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Does A Guarantor’s Bankruptcy Stop A Foreclosure Case Against the Borrower?

Sometimes when secured lenders file suit to enforce a note and a guaranty and to foreclose a commercial mortgage, the guarantor (but not the borrower) files a bankruptcy petition.  Pursuant to 11 U.S.C. 362, the collection action, as to the debtor (the guarantor), is stayed.  Some wonder whether the entire case is stayed. 

Borrower idle.  The defendant borrower may not seek bankruptcy protection if, for example, there are no assets to protect beyond the loan collateral, the value of which may not cover the debt and the collection costs.  So, while the borrower essentially throws in the towel, the guarantor runs for cover in bankruptcy court.

The issue.  The question is whether the bankruptcy stay applies only to the guarantor or whether it extends to the borrower.  The answer, generally, is no, despite the confusion that sometimes arises out of this situation.  Meaning no disrespect to state court judges, but because they rarely deal with bankruptcy issues, they sometimes conclude, perhaps intuitively, that a bankruptcy filing by one defendant will stay the case as to all defendants, at least until the bankruptcy court orders otherwise.  To be fair, this scenario has puzzled lawyers and lender reps too (including me).

General rule.  In Pitts v. Unarco Industries, Inc., 698 F. 2d 313, 314 (7th Cir. 1983), the Seventh Circuit, which includes Indiana, stated that “the clear language of Section 362(a)(1) thus extends the automatic stay provision only to the debtor filing bankruptcy proceedings and not to non-bankrupt co-defendants.”  This is because the language in Section 362 “unambiguously states that the stay operates only as ‘against the debtor.’”  Id.; 555 M Manufacturing, Inc. v. Calvin Klein, Inc., 13 F. Supp. 2d 719 (E.D. Ill. 1998); Federal Land Bank v. Stiles, 700 F. Supp. 1060, 1062-63 (Mon. 1988) (noting generally that stays pursuant to Section 362(a) are limited to debtors and that there are no special exceptions for circumstances involving a co-defendant who is jointly liable on a debt with the debtor). 

LLC’s.  The United States Bankruptcy Court for the Northern District of Iowa in In Re Calhoun, 312 B.R. 380 (N.D. Iowa 2004) addressed the issue of who was covered by the automatic stay.  An individual debtor had sought Chapter 7 bankruptcy relief.  The debtor, however, had an interest in a limited liability company (an LLC).  In Iowa, not unlike Indiana, an LLC is an entity separate and distinct from its members and managers.  The Court held that the automatic stay did not apply to the LLC.  “The separate legal existence of a corporation is respected in bankruptcy.  The automatic stay does not stay actions against separate entities associated with the debtor.”  Id. at 384.  The bankruptcy court concluded, therefore, that only the named petitioner (debtor) is protected by the automatic stay.  “None of the LLCs referred to are parties to the bankruptcy.  They are not proper parties and not protected by the provisions of the automatic stay.”  Id. at 384-385.  See also, In Re Merlyn L. Johnson, 209 B.R. 499, 500 (Neb. 1997) (a creditor generally is permitted to sue a guarantor or a co-debtor and to collect from property of a third party that is pledged to secure debts of the debtor).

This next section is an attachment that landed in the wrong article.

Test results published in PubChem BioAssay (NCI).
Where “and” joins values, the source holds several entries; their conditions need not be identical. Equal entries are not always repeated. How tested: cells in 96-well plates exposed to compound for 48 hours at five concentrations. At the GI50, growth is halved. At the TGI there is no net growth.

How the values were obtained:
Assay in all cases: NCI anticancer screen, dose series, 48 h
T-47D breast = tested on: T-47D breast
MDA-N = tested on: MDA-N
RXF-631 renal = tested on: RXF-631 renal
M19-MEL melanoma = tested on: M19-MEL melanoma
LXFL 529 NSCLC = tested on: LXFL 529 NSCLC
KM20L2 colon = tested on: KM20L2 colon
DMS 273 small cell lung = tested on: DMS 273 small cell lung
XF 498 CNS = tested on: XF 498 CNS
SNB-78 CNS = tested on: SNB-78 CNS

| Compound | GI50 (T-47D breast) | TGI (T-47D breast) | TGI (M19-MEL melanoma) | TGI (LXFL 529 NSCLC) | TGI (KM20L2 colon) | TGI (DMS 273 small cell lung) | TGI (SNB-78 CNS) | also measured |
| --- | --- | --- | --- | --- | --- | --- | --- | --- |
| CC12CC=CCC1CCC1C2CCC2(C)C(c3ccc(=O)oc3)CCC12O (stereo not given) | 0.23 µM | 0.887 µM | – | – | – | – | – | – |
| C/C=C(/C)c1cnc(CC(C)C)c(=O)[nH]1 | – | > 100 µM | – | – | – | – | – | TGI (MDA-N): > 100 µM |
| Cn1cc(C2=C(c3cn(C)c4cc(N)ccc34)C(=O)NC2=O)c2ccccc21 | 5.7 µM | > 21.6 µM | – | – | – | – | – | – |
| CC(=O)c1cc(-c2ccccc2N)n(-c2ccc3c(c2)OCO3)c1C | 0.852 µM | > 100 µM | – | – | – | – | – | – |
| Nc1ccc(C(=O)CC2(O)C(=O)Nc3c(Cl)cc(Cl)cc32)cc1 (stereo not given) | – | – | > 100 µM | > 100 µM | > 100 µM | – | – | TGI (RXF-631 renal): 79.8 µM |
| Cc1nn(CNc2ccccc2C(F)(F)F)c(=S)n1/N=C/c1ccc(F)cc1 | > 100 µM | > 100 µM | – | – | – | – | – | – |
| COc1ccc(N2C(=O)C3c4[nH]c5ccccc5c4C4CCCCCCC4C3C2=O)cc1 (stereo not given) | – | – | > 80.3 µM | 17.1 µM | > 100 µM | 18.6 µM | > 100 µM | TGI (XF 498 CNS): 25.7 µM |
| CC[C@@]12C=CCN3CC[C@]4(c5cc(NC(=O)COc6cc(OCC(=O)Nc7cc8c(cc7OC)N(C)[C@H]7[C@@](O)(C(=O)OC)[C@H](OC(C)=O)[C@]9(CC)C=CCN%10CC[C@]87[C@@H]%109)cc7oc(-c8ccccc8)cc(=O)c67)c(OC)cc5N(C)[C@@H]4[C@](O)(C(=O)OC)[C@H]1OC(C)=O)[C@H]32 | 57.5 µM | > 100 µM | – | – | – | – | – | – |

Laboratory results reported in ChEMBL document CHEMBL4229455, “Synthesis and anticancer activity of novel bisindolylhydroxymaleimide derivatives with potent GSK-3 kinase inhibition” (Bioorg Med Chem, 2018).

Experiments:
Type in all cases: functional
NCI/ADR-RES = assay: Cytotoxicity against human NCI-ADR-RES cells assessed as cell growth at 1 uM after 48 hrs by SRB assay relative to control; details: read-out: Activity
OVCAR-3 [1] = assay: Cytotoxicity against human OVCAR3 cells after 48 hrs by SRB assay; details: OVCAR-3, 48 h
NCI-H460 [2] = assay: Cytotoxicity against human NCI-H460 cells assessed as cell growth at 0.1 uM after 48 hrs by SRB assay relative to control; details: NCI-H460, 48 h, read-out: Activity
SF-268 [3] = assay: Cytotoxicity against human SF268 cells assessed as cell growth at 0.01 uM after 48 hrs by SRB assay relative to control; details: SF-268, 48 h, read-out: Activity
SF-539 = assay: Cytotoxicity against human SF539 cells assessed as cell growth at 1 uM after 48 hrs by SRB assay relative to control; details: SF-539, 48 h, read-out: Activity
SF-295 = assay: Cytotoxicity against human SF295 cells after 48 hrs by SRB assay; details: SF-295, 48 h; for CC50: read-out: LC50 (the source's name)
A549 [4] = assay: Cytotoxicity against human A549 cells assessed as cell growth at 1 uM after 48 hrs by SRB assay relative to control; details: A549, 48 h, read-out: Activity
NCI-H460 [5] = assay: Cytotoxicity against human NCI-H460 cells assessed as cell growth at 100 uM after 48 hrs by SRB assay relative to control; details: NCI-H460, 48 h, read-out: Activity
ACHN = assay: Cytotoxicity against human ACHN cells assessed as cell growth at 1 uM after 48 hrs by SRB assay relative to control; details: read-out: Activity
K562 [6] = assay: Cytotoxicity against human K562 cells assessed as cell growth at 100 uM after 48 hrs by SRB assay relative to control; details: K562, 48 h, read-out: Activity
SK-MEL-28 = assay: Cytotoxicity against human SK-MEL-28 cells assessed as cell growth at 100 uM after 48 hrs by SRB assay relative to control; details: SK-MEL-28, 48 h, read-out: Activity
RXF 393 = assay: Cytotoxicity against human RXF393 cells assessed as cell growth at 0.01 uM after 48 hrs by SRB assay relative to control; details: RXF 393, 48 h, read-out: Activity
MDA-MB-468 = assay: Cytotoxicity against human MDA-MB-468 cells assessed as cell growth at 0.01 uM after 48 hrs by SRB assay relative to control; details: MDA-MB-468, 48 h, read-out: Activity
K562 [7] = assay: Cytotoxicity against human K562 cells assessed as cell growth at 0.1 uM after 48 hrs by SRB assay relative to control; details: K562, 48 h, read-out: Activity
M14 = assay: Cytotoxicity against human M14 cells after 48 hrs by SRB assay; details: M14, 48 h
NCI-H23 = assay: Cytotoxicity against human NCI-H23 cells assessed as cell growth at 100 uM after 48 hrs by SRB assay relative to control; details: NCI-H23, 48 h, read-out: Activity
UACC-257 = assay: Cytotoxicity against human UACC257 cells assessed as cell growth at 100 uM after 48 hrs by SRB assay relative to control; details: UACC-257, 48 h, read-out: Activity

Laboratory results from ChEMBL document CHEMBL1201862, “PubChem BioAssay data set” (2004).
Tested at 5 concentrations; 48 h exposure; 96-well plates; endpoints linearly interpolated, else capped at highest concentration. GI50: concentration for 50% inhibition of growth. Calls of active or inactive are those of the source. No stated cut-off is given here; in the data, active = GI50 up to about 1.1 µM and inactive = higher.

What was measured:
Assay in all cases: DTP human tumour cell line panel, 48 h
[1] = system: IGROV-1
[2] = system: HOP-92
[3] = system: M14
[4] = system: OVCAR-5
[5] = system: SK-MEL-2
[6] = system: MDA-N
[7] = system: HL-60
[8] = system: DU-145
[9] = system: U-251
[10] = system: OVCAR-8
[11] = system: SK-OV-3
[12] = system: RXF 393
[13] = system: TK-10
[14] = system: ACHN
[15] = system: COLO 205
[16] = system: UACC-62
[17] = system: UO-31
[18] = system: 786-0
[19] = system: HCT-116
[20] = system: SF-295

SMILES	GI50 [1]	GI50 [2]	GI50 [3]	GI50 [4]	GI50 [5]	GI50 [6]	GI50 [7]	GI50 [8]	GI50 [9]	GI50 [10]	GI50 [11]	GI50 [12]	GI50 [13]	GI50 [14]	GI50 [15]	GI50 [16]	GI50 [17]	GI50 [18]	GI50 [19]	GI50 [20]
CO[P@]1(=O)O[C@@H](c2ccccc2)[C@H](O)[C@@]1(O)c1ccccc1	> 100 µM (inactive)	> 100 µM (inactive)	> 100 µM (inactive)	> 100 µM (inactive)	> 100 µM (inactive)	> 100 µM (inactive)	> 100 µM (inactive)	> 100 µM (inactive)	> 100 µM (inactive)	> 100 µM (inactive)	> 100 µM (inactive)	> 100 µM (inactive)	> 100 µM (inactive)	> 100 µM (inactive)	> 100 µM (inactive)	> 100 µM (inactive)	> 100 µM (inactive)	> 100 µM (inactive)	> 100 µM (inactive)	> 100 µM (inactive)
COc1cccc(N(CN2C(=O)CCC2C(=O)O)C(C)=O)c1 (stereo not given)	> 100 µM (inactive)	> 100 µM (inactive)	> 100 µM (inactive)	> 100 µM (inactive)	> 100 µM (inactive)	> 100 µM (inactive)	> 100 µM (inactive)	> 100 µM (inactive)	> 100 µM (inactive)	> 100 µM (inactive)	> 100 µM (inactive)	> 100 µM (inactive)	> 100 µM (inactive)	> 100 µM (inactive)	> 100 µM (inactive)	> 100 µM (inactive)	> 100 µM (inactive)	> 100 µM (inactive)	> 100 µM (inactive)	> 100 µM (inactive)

Proceed.  Thus the law seems to be clear that, in general, a secured lender should be permitted to proceed to judgment against a borrower and to foreclose on a borrower’s mortgage.  Note that courts recognize limited exceptions to this general rule, not to mention the fact that the guarantor could seek an order from the bankruptcy court to extend the stay to the borrower.  There are “special circumstances” that may permit the extension of the stay, but the onus should be on the guarantor or borrower to prove them.  (A couple of recognized exceptions that the guarantor or borrower might seek to prove are, first, where the relationship between the debtor and the third-party defendant is such that a judgment against the third-party defendant will effectively be a judgment against the debtor and, second, where the litigation against the third-party defendant would cause “irreparable harm” to the debtor or estate.)  Otherwise, as long as the plaintiff secured lender and its counsel provide notice to the parties of the intention to proceed with foreclosure despite the bankruptcy filing, the plaintiff lender should be free to continue with the foreclosure case.  Thanks to my bankruptcy colleague, Chris Jacobson, for her insights.